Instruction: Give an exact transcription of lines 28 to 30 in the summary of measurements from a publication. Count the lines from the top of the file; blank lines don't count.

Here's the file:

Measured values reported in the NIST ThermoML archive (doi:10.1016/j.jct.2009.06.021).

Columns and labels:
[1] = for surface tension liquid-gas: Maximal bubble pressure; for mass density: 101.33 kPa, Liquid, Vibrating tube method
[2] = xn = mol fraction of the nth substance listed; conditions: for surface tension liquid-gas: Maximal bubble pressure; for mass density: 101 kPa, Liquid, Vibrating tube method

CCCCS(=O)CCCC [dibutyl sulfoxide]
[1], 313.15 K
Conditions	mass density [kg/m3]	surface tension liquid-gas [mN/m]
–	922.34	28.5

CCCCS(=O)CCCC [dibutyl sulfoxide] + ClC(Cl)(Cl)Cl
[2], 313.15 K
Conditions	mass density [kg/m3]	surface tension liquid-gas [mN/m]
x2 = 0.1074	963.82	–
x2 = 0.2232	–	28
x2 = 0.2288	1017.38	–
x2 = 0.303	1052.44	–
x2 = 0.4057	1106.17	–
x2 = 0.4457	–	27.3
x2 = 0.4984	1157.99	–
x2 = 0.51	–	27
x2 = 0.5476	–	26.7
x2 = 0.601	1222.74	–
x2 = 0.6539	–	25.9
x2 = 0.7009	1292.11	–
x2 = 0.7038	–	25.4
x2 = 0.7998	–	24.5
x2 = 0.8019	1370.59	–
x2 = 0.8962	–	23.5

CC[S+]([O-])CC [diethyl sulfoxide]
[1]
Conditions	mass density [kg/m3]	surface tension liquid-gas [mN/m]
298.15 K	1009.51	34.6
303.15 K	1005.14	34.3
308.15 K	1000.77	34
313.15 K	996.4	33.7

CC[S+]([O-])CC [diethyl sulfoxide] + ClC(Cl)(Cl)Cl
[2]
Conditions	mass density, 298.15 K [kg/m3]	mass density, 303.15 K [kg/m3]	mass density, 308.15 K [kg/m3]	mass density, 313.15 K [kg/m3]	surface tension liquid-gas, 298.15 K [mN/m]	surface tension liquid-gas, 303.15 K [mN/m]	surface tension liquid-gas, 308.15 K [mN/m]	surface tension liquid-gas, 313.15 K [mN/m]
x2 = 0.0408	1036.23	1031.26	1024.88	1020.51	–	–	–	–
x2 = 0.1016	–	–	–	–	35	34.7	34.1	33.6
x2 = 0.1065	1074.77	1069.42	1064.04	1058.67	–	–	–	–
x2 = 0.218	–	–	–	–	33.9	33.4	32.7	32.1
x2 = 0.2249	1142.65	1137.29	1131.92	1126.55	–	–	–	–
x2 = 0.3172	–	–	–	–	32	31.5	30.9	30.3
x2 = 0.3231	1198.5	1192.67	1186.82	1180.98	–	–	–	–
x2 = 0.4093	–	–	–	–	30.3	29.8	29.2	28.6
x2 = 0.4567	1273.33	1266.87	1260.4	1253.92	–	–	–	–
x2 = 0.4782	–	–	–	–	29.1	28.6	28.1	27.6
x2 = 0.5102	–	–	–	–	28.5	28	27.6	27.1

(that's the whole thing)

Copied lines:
CC[S+]([O-])CC [diethyl sulfoxide]
[1]
Conditions	mass density [kg/m3]	surface tension liquid-gas [mN/m]